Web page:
When we talk about a cashless society, we usually mean using contactless bank cards or smartphones to make everyday purchases. But what if you didn’t need to carry a device at all?
This is the tantalizing prospect leading some employees in Europe to be voluntarily “microchipped” with a radio frequency identification (RFID) tag.
And now Americans are getting in on the act.
US tech company Three Square Market (32M) hosted a summer party with a difference at the start of August.
The River Fall, Wisconsin-based company hosted a “chip party” inviting its employees to voluntarily have their hands injected with an RFID chip the size of a grain of rice.
The chip uses electromagnetic fields to identify electronically stored information. It is a form of near-field communications (NFC) which is the same as the technology used in contactless credit cards and mobile payments. A chip is implanted underneath the skin between the thumb and forefinger within seconds.
32M claims it is the first company in the US to offer implanted chip technology to employees.
Passport for everything
Speaking ahead of his company’s “chip party”, 32M CEO Todd Westby said he envisioned RFID implants being used for a range of activities and transactions in the workplace and beyond.
“We foresee the use of RFID technology to drive everything from making purchases in our office break room market, opening doors, use of copy machines, logging into our office computers, unlocking phones, sharing business cards, storing medical/health information, and used as payment at other RFID terminals,” said Westby.
“Eventually, this technology will become standardized allowing you to use this as your passport, public transit, all purchasing opportunities, etc.”
32M, which operates workplace food vending systems called “micro markets”, already allows cashless use of their facilities via a smartphone app. The company stated that implanted chips were “the next evolution in payment systems”.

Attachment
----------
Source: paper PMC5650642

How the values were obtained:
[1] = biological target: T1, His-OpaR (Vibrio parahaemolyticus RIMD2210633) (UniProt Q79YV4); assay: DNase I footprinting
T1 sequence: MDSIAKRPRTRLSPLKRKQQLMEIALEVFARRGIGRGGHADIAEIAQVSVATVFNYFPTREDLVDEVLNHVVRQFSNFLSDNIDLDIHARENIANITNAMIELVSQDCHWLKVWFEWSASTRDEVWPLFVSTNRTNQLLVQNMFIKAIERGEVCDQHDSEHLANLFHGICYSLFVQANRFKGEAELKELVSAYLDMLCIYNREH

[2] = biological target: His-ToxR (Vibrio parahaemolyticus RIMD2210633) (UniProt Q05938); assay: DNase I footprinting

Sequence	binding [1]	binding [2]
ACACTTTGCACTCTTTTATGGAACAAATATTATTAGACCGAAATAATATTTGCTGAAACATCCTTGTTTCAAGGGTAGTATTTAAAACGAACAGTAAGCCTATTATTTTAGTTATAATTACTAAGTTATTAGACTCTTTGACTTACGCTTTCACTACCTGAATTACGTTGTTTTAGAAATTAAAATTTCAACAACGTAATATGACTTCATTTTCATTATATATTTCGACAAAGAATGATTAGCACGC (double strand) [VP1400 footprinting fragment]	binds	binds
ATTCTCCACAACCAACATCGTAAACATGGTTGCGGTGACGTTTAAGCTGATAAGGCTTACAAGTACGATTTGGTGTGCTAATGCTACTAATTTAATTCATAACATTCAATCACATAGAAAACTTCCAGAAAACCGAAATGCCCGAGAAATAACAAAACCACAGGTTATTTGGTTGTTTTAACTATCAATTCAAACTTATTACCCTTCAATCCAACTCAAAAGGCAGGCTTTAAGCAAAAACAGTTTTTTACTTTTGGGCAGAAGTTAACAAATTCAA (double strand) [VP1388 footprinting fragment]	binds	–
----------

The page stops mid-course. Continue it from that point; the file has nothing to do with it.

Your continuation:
The technology being used by 32M was developed by Stockholm-based company Biohax Sweden.
Biohax’s RFID chip was first offered to workers at Swedish tech hub Epicenter in January 2015.
Since then the use of Biohax’s chip has expanded from simple office tasks such as opening doors and operating printers to payment for train journeys with one of Sweden’s largest rail operators.
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For some, the ever-growing advantages of RFID implants come at too high a cost.
While data on RFID tags can be encrypted, Ben Libberton, a microbiologist at Stockholm's Karolinska Institute, has warned that hackers could conceivably gain huge swathes of information from embedded microchips.
Fears over privacy and political freedom have led several US states – including 32M’s home state of Wisconsin – to pass laws banning the forced microchipping of humans against their will.
Concerns over human microchipping have existed in the US for well over a decade, with the Wisconsin anti-microchipping bill introduced in 2005.
Negative public sentiment forced US company PositiveID in 2010 to abandon its VeriMed project for a medical records microchip.
Fears over microchipping extend beyond privacy to the potential negative health effects of implanting an RFID tag – a device that transmits radio waves – into human tissue.
While at present little evidence exists as to the health effects of inserting microchips, the World Health Organization has classified Radiofrequency Electromagnetic Fields as “possibly carcinogenic” to humans.
Research into the effects of microchipping animals has found a small percentage suffer from tumours in the area where the microchip was inserted.